“In the first Phase 3 randomised clinical trial for a KRASG12C inhibitor, oral sotorasib demonstrated superior progression-free survival and an objective response rate compared to standard of care intravenous docetaxel, and had a more favourable safety profile,” said study first author Melissa L Johnson, Sarah Cannon Research Institute at Tennessee Oncology, Nashville, USA.
“This represents a major advance for the treatment of patients with KRAS G12C- mutated non-small cell lung cancer and reinforces the importance of NGS testing to inform treatment decisions for patients with NSCLC.”
“The CodeBreak 200 is the first randomised phase 3 trial, evaluating sotorasib, a selective KRAS G12C inhibitor, in pretreated patients with NSCLC (after prior platinum-based chemotherapy and a immune checkpoint inhibitor). Sotorasib, already received FDA and EMA approval in the same setting based on ORR of the Phase 1/2 CodeBreaK 100 single-arm clinical trial, but a comparative evaluation was highly expected to improve the understanding of this molecular-driven disease and move forward the approval in those countries where sotorasib is not yet reimbursed,” said Antonio Passaro, IEO-Istituto Europeo di Oncologia, Milan, Italy, not involved in the study.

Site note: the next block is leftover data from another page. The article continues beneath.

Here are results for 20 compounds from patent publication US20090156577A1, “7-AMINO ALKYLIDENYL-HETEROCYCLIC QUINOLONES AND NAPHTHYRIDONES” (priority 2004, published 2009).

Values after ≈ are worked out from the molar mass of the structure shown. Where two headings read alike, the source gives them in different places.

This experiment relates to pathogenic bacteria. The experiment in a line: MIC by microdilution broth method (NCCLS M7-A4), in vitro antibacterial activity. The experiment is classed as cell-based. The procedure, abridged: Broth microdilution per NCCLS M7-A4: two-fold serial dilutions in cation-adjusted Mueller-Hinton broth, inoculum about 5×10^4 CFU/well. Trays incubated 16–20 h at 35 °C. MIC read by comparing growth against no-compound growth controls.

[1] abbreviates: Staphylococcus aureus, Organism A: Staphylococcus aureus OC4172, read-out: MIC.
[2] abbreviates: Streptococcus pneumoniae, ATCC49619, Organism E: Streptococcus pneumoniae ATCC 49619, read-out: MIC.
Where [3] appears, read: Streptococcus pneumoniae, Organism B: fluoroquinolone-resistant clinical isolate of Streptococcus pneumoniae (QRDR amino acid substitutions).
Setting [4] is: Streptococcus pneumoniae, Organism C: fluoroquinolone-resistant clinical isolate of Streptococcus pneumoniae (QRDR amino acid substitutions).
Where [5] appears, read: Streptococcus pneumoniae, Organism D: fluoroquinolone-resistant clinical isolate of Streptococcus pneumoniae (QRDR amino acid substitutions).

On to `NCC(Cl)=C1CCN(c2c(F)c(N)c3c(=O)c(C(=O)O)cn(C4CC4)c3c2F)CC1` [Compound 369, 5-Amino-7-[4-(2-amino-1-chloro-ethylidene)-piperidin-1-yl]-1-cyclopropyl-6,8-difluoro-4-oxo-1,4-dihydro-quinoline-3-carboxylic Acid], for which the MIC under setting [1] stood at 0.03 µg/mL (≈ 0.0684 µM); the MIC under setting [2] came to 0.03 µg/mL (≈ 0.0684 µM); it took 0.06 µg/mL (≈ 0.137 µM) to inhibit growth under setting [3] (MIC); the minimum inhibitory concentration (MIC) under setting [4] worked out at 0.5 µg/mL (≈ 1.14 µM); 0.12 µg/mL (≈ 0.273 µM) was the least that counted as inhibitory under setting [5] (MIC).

Analysing the results, Passaro added: “As expected, the results confirmed that sotorasib met its primary endpoint improving PFS versus docetaxel while the long-awaited OS was not statistically significant, though the study was not powered for OS and crossover was permitted following disease progression. To date, these results confirm sotorasib as second-line therapy for patients with NSCLC harbouring KRAS G12C mutations and, that further improvements are highly required for this specific molecular-driven patient population, where different kinds of combinations are under evaluation to overcome resistance and improve the modest efficacy of monotherapy.”